The legislation comes after the tragic death of teenager Natasha Ednan-Laperouse, who died from an allergic reaction caused by an ingredient in a baguette bought at a food outlet at Heathrow Airport in 2016. At the inquest into Natasha’s death the Coroner stated that the current legislation was not adequate and requested a review.
Foods that will now need to be fully labelled will include fast food, such as sandwiches and wraps, that are already packaged for sale before a customer orders, and cheeses and meats from the deli counter at a supermarket that have already been wrapped. Foods pre-packaged elsewhere already require full ingredients labelling, with allergens emphasised in the list. This new law extends this requirement to foods packaged on the same site at which they are sold.
Allergy UK participated in a consultation led by DEFRA (Department for Environment, Food and Rural Affairs) and the FSA (Food Standards Agency), consistently championing for a ‘gold standard’ for full ingredient labelling, with clear allergen information. Following the consultation the FSA recommended the adoption of full ingredient labelling, with allergens emphasised, to government Ministers.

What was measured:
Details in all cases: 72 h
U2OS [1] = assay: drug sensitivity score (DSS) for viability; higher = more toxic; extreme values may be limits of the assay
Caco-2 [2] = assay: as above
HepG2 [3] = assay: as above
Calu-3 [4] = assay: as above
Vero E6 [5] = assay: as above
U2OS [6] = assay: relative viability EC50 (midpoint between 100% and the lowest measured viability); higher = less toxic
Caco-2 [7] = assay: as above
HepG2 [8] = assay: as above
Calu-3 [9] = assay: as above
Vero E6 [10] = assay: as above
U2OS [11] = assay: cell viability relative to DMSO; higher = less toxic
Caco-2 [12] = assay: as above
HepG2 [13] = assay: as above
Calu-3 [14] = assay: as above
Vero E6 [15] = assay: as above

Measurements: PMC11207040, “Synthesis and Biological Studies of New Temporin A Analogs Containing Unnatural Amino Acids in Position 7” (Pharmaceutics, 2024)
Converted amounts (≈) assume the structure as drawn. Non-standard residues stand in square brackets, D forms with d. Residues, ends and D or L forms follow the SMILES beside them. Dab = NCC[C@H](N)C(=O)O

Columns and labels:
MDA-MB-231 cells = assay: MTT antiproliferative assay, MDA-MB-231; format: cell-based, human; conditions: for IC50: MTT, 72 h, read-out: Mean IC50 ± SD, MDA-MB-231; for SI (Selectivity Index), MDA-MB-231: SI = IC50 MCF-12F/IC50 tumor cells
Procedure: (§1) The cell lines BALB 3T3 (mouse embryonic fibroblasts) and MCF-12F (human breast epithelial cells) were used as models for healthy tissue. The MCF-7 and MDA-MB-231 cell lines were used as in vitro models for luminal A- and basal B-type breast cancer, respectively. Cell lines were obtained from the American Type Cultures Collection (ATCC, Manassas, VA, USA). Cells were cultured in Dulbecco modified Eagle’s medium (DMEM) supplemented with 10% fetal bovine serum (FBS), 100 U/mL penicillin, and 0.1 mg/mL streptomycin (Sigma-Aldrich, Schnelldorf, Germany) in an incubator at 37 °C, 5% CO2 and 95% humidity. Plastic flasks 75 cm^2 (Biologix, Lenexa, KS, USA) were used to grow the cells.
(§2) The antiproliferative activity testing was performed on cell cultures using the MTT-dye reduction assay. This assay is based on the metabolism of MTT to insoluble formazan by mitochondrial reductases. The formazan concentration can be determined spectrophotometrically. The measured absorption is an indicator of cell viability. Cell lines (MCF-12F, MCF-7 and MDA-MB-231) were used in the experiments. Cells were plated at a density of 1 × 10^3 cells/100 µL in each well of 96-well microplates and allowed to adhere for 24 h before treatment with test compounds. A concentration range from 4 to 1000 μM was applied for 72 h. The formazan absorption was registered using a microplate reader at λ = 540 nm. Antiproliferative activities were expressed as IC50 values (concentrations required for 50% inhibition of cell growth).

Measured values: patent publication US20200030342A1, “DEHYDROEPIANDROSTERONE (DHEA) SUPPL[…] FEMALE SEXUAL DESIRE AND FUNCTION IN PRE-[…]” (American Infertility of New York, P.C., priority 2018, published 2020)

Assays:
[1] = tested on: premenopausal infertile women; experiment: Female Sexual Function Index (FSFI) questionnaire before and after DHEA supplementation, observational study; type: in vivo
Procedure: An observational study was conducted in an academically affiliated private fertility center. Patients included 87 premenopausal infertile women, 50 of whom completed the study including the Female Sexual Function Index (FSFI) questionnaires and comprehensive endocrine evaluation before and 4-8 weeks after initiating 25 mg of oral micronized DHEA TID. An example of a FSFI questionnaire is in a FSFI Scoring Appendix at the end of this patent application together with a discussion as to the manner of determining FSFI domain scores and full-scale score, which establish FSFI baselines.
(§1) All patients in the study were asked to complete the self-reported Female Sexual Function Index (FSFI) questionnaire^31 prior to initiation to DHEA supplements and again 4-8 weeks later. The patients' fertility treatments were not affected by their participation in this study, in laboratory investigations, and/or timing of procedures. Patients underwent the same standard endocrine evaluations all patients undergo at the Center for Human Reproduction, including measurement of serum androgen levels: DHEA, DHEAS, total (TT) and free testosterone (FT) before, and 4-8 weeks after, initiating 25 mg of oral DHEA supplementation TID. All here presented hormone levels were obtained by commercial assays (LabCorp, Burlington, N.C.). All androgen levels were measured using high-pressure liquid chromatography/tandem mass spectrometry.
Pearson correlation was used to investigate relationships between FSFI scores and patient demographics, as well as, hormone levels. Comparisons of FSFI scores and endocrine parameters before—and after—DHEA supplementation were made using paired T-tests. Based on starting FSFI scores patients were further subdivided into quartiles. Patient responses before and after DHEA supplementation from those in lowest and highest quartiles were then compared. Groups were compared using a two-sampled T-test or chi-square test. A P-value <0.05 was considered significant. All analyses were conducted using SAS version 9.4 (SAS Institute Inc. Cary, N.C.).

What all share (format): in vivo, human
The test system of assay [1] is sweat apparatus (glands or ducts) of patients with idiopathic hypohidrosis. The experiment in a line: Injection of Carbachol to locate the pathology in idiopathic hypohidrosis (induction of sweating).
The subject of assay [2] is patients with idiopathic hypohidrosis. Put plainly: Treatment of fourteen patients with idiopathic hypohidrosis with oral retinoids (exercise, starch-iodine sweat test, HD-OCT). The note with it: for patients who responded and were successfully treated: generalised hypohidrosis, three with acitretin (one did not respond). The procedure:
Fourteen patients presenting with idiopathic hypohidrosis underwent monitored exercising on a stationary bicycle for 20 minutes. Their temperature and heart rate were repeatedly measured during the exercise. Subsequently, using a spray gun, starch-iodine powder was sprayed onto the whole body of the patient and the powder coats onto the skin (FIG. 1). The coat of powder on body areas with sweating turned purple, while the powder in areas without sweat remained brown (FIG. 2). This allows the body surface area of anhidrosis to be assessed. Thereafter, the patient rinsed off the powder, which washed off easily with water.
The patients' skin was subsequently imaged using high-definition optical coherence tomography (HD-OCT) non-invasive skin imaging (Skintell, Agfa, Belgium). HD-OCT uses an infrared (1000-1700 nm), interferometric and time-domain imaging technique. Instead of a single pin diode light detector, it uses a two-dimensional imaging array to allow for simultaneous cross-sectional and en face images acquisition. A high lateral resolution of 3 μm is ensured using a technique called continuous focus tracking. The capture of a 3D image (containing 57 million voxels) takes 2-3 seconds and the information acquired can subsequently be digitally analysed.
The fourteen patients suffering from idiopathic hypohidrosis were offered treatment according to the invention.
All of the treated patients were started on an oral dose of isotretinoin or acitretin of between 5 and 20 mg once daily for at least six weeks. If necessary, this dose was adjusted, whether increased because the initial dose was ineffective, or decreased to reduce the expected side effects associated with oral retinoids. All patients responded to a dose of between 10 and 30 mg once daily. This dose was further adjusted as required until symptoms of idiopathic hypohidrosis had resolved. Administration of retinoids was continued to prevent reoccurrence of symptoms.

Carla Jones, CEO of Allergy UK said:
This is an important step forward in helping people with food allergies make safe food choices. In supporting the development of this new law, we were committed to getting the best possible option for providing clear information on ingredients and the 14 allergens as we believe that this is what our community needs. We hope that these changes will bring more reassurance for those those with food allergies who often live in fear of a reaction, particularly when they are eating out of home.
This has come about as a direct result of the death of a young person – a tragedy that we never want to see happen and I want to acknowledge Natasha’s parents and their commitment to bringing about this change.
Over the last year the FSA has been supporting businesses to prepare for this change with a dedicated PPDS hub on their website.
Allergy UK’s new website (www.allergyuk.org) has information and guidance for caterers, including details of the Allergy Aware Scheme which includes a self-assessment and independent site audit for catering outlets to support them to cater for people with food allergy safely in every aspect of their business.